European gas prices have fallen to the lowest level since the start of the energy crisis, boosting hopes of a stronger economic recovery as energy pressures ease.
The European TTF benchmark hit a low of €35.20 a megawatt hour on Friday, a level last seen in July 2021 when Russia was first starting to squeeze Europe’s energy supplies ahead of its invasion of Ukraine. 35.95. The TTF benchmark peaked at more than €340/mwh hour last summer after Russian slashed gas exports to Europe, stoking inflation and sending energy bills soaring.
The drop towards €35/mwh has bolstered the view that energy prices are returning to normal after Europe successfully tapped alternative gas sources, accelerated the roll out of renewable energy and benefited from a mild winter that has left gas storage sites brimming for the time of year.
Oil prices have also fallen, with Brent crude down to near $75 a barrel having traded above $100 a barrel for much of last year, dropping back to roughly the level it traded at before the invasion of Ukraine.
Morgan Stanley analyst Martijn Rats said Europe was now in a position to refill its gas storage sites — crucial for meeting winter demand — to 100 per cent of capacity even if Russian supplies were to drop to zero.
He said prices were now dropping to slow down the arrival of seaborne cargoes of liquefied natural gas that Europe had scrambled to secure last year to replace Russian flows.
“There is not enough room in Europe’s storage capacity,” Rats said, pointing out that storage was already at 60 per cent of capacity. That compares with about 35 per cent at the end of winter last year.
“At some point, the inflow of LNG will need to slow to prevent inventories from overfilling.”
The drop in energy costs has helped temper the outlook for inflation, allowing central banks to slow the rate of interest rate increases. The European Central Bank raised interest rates by a quarter of a percentage point this week, a switch after a series of larger raises .
Gas prices still remain elevated compared to historical levels, however. In 2019 TTF averaged less than €15 and the pre-crisis peak for prices was €29.17 in 2018, which even adjusted for inflation is still slightly below where prices are trading today.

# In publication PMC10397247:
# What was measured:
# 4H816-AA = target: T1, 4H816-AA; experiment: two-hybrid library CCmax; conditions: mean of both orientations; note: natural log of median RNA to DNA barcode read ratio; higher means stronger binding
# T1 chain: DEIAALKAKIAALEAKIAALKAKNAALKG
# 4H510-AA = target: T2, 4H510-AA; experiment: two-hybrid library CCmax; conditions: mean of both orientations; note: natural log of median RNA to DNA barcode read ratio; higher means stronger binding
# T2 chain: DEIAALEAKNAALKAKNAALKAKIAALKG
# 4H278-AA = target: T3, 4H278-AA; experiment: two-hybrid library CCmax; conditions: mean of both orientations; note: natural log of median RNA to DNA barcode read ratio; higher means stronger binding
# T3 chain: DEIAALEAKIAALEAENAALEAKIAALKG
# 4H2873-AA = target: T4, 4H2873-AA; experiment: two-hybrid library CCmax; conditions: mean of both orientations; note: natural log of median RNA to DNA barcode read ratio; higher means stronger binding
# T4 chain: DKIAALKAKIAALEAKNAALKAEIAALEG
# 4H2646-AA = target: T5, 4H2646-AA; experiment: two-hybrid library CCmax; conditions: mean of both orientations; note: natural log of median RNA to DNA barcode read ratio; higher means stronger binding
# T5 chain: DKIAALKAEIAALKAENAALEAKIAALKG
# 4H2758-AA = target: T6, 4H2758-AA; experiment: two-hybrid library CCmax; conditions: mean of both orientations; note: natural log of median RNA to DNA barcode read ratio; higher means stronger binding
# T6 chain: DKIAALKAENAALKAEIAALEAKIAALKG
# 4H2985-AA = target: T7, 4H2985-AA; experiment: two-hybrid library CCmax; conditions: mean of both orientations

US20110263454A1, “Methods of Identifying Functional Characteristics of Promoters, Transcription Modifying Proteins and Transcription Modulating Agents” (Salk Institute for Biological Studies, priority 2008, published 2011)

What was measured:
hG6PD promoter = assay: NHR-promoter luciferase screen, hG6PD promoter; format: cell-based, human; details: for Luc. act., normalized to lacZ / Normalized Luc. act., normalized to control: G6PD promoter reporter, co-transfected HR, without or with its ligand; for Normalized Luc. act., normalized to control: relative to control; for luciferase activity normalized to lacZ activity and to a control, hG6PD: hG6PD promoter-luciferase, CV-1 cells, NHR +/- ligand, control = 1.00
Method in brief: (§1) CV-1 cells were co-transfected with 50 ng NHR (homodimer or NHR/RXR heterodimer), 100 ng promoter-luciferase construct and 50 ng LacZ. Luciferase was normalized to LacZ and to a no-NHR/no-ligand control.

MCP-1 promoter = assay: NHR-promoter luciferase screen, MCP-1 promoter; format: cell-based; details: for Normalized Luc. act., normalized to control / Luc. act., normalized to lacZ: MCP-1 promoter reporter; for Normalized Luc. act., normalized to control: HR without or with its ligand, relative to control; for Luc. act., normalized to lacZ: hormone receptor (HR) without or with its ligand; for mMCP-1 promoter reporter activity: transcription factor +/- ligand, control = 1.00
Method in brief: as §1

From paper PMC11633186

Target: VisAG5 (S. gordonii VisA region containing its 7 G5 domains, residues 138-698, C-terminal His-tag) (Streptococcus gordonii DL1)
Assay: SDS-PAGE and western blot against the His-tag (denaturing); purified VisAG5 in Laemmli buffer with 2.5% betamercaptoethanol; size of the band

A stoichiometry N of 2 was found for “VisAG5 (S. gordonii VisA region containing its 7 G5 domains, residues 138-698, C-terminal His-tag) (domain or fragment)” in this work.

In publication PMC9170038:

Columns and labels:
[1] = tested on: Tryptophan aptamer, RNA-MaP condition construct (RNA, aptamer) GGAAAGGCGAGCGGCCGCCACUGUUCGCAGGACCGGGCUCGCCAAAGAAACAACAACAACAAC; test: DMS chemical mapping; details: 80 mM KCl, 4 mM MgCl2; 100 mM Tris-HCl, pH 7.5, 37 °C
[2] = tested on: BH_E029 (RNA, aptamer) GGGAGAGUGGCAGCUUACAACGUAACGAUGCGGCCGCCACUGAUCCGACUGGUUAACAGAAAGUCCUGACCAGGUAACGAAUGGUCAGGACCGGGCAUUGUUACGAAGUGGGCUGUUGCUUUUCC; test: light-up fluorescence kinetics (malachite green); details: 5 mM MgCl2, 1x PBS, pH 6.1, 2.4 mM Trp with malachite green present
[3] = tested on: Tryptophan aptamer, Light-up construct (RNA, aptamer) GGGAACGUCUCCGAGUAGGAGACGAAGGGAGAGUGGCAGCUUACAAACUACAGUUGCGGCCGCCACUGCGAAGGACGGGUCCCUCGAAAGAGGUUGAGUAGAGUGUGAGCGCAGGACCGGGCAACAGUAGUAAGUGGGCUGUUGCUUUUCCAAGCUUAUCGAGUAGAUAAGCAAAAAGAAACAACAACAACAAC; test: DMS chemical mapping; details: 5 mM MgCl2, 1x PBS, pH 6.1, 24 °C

Gas traders and analysts who gathered at the annual Flame conference in Amsterdam this week cautioned against complacency, warning Europe could still face challenges in the coming winter.
“We got through this because we got a mild winter and Chinese demand [for LNG cargoes] was down . . . it’s luck,” said James Watson, secretary-general at Eurogas, an association representing the wholesale, retail and distribution sectors.
“Is that the strategy that we will have now? We will have to get lucky three, four years in a row for supply and demand to balance.
The International Energy Agency, in its recent quarterly gas market report, said the demand and supply balance for global gas “is subject to an unusually wide range of uncertainties” this year, ranging from weather, availability of LNG and the possibility of further declines in Russian pipeline gas to Europe.
The remaining Russian pipeline flows through Ukraine and Turkey now make up less than 10 per cent of Europe’s gas imports compared to about 40 per cent before the invasion, but traders believe their loss could still trigger another spike in prices.
Gas markets are reflecting some of these risks; TTF contracts for delivery in the winter season are still trading above €50/mwh and could rise further if the weather is less mild than the winter just passed or if Asia competes harder to bring in LNG.
“There are a lot of other things that could happen,” said one senior trader on the sidelines of the conference, warning that while they were unlikely to scale the heights of last summer they “could definitely go back” to €150/mwh.